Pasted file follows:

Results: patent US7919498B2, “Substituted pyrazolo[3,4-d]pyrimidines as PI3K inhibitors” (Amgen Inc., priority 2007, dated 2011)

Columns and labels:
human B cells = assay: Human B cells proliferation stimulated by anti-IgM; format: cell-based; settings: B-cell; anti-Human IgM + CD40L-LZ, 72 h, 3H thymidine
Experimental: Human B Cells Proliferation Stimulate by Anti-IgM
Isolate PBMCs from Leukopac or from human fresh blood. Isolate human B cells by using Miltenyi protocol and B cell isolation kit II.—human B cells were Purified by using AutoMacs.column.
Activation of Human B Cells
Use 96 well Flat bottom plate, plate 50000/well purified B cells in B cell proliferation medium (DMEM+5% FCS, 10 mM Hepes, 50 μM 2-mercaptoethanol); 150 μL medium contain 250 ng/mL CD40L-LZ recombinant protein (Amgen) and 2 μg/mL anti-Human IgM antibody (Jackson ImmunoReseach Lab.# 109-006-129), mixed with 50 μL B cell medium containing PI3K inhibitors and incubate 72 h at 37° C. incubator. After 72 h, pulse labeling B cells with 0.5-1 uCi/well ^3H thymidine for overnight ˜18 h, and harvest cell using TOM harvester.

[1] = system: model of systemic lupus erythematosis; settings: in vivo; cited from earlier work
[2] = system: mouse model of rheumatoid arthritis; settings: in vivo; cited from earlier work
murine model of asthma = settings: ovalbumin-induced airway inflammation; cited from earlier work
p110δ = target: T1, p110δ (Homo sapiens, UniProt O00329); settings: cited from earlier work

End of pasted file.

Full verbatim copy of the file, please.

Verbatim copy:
Results: patent US7919498B2, “Substituted pyrazolo[3,4-d]pyrimidines as PI3K inhibitors” (Amgen Inc., priority 2007, dated 2011)

Columns and labels:
human B cells = assay: Human B cells proliferation stimulated by anti-IgM; format: cell-based; settings: B-cell; anti-Human IgM + CD40L-LZ, 72 h, 3H thymidine
Experimental: Human B Cells Proliferation Stimulate by Anti-IgM
Isolate PBMCs from Leukopac or from human fresh blood. Isolate human B cells by using Miltenyi protocol and B cell isolation kit II.—human B cells were Purified by using AutoMacs.column.
Activation of Human B Cells
Use 96 well Flat bottom plate, plate 50000/well purified B cells in B cell proliferation medium (DMEM+5% FCS, 10 mM Hepes, 50 μM 2-mercaptoethanol); 150 μL medium contain 250 ng/mL CD40L-LZ recombinant protein (Amgen) and 2 μg/mL anti-Human IgM antibody (Jackson ImmunoReseach Lab.# 109-006-129), mixed with 50 μL B cell medium containing PI3K inhibitors and incubate 72 h at 37° C. incubator. After 72 h, pulse labeling B cells with 0.5-1 uCi/well ^3H thymidine for overnight ˜18 h, and harvest cell using TOM harvester.

[1] = system: model of systemic lupus erythematosis; settings: in vivo; cited from earlier work
[2] = system: mouse model of rheumatoid arthritis; settings: in vivo; cited from earlier work
murine model of asthma = settings: ovalbumin-induced airway inflammation; cited from earlier work
p110δ = target: T1, p110δ (Homo sapiens, UniProt O00329); settings: cited from earlier work